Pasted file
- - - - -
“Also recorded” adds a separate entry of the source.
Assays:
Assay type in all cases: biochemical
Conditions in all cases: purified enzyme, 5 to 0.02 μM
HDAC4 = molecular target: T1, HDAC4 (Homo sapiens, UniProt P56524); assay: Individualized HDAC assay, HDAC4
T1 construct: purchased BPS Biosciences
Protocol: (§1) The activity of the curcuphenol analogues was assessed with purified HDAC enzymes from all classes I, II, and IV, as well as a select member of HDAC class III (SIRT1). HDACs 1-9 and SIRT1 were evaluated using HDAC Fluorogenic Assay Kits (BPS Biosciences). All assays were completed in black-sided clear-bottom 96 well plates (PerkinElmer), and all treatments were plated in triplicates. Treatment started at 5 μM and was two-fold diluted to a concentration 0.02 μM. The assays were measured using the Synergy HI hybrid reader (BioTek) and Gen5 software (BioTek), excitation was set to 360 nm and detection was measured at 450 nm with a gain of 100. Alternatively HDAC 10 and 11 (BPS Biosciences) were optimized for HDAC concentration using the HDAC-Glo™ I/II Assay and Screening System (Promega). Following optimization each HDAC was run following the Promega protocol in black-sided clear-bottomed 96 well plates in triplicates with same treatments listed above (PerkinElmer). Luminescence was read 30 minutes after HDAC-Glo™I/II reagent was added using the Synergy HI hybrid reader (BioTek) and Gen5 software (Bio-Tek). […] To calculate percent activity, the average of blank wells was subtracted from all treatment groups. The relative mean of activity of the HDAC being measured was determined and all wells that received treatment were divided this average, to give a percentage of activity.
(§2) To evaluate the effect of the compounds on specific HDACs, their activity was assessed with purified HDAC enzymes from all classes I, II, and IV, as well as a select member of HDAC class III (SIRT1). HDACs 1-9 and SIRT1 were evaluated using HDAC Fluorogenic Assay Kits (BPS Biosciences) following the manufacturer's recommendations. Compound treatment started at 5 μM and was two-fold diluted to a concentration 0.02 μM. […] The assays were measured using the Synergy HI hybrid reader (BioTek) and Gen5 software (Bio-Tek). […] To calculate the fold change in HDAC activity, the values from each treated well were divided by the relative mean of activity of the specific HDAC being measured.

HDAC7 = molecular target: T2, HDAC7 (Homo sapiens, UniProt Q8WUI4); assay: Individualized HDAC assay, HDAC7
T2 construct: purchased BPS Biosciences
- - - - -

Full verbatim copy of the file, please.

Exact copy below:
“Also recorded” adds a separate entry of the source.
Assays:
Assay type in all cases: biochemical
Conditions in all cases: purified enzyme, 5 to 0.02 μM
HDAC4 = molecular target: T1, HDAC4 (Homo sapiens, UniProt P56524); assay: Individualized HDAC assay, HDAC4
T1 construct: purchased BPS Biosciences
Protocol: (§1) The activity of the curcuphenol analogues was assessed with purified HDAC enzymes from all classes I, II, and IV, as well as a select member of HDAC class III (SIRT1). HDACs 1-9 and SIRT1 were evaluated using HDAC Fluorogenic Assay Kits (BPS Biosciences). All assays were completed in black-sided clear-bottom 96 well plates (PerkinElmer), and all treatments were plated in triplicates. Treatment started at 5 μM and was two-fold diluted to a concentration 0.02 μM. The assays were measured using the Synergy HI hybrid reader (BioTek) and Gen5 software (BioTek), excitation was set to 360 nm and detection was measured at 450 nm with a gain of 100. Alternatively HDAC 10 and 11 (BPS Biosciences) were optimized for HDAC concentration using the HDAC-Glo™ I/II Assay and Screening System (Promega). Following optimization each HDAC was run following the Promega protocol in black-sided clear-bottomed 96 well plates in triplicates with same treatments listed above (PerkinElmer). Luminescence was read 30 minutes after HDAC-Glo™I/II reagent was added using the Synergy HI hybrid reader (BioTek) and Gen5 software (Bio-Tek). […] To calculate percent activity, the average of blank wells was subtracted from all treatment groups. The relative mean of activity of the HDAC being measured was determined and all wells that received treatment were divided this average, to give a percentage of activity.
(§2) To evaluate the effect of the compounds on specific HDACs, their activity was assessed with purified HDAC enzymes from all classes I, II, and IV, as well as a select member of HDAC class III (SIRT1). HDACs 1-9 and SIRT1 were evaluated using HDAC Fluorogenic Assay Kits (BPS Biosciences) following the manufacturer's recommendations. Compound treatment started at 5 μM and was two-fold diluted to a concentration 0.02 μM. […] The assays were measured using the Synergy HI hybrid reader (BioTek) and Gen5 software (Bio-Tek). […] To calculate the fold change in HDAC activity, the values from each treated well were divided by the relative mean of activity of the specific HDAC being measured.

HDAC7 = molecular target: T2, HDAC7 (Homo sapiens, UniProt Q8WUI4); assay: Individualized HDAC assay, HDAC7
T2 construct: purchased BPS Biosciences